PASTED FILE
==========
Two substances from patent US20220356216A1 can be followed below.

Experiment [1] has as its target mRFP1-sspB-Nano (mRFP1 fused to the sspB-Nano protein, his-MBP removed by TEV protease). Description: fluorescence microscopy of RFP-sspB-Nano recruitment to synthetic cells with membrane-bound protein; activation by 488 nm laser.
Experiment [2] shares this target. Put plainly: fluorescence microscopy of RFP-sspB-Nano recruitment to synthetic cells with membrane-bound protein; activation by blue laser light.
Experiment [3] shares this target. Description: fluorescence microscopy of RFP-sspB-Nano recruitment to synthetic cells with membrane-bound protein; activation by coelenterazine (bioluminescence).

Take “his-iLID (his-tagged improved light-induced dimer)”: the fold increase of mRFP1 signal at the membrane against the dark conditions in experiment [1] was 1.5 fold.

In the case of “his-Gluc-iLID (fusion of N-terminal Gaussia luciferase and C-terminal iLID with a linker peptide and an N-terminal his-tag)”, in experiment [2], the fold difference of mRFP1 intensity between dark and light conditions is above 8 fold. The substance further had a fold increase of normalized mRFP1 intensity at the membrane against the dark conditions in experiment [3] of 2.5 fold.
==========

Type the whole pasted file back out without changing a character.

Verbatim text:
Two substances from patent US20220356216A1 can be followed below.

Experiment [1] has as its target mRFP1-sspB-Nano (mRFP1 fused to the sspB-Nano protein, his-MBP removed by TEV protease). Description: fluorescence microscopy of RFP-sspB-Nano recruitment to synthetic cells with membrane-bound protein; activation by 488 nm laser.
Experiment [2] shares this target. Put plainly: fluorescence microscopy of RFP-sspB-Nano recruitment to synthetic cells with membrane-bound protein; activation by blue laser light.
Experiment [3] shares this target. Description: fluorescence microscopy of RFP-sspB-Nano recruitment to synthetic cells with membrane-bound protein; activation by coelenterazine (bioluminescence).

Take “his-iLID (his-tagged improved light-induced dimer)”: the fold increase of mRFP1 signal at the membrane against the dark conditions in experiment [1] was 1.5 fold.

In the case of “his-Gluc-iLID (fusion of N-terminal Gaussia luciferase and C-terminal iLID with a linker peptide and an N-terminal his-tag)”, in experiment [2], the fold difference of mRFP1 intensity between dark and light conditions is above 8 fold. The substance further had a fold increase of normalized mRFP1 intensity at the membrane against the dark conditions in experiment [3] of 2.5 fold.